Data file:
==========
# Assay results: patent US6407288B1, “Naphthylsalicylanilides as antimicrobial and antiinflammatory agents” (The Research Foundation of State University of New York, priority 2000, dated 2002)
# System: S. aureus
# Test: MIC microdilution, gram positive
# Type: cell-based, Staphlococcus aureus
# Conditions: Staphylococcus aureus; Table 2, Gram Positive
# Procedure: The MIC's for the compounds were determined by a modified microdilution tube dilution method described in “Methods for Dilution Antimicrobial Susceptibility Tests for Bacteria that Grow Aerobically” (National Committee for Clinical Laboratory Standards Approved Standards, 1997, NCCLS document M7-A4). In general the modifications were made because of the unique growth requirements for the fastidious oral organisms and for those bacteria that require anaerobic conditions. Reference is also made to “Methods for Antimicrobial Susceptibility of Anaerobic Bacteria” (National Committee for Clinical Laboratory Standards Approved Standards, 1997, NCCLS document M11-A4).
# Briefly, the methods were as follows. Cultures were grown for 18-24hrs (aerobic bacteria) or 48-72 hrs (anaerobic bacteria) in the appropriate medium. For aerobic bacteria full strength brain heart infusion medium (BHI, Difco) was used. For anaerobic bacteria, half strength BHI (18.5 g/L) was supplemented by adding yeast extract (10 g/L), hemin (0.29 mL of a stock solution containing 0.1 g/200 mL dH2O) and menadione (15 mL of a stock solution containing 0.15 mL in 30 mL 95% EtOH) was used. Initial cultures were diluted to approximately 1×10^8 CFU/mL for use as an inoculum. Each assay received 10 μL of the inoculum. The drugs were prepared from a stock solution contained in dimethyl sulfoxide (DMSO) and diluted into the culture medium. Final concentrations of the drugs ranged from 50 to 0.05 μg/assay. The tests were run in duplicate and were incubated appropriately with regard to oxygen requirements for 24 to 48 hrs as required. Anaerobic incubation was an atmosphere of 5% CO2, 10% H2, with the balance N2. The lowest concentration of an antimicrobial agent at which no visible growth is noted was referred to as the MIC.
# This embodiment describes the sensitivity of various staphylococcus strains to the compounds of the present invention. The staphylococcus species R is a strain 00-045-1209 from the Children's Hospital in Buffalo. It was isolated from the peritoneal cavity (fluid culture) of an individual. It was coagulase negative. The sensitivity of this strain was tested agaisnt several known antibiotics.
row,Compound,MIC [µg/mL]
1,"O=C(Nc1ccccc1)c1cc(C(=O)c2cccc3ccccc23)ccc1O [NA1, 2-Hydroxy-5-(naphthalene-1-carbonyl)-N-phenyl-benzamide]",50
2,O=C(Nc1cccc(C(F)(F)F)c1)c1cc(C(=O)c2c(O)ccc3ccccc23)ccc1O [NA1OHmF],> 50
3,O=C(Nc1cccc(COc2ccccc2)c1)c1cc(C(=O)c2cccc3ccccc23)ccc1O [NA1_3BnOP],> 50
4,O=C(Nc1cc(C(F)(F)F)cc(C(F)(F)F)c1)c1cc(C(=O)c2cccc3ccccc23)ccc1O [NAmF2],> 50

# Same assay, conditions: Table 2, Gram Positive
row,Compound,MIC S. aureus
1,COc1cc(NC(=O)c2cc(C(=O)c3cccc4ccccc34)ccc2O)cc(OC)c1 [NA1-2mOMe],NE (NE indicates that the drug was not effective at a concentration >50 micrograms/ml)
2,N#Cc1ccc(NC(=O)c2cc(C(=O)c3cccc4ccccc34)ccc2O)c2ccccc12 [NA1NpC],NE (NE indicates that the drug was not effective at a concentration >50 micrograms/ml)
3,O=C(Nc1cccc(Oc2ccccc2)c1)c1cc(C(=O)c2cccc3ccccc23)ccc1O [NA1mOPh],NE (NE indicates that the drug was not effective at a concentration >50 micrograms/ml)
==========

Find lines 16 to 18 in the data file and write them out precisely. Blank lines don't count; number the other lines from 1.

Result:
1,COc1cc(NC(=O)c2cc(C(=O)c3cccc4ccccc34)ccc2O)cc(OC)c1 [NA1-2mOMe],NE (NE indicates that the drug was not effective at a concentration >50 micrograms/ml)
2,N#Cc1ccc(NC(=O)c2cc(C(=O)c3cccc4ccccc34)ccc2O)c2ccccc12 [NA1NpC],NE (NE indicates that the drug was not effective at a concentration >50 micrograms/ml)
3,O=C(Nc1cccc(Oc2ccccc2)c1)c1cc(C(=O)c2cccc3ccccc23)ccc1O [NA1mOPh],NE (NE indicates that the drug was not effective at a concentration >50 micrograms/ml)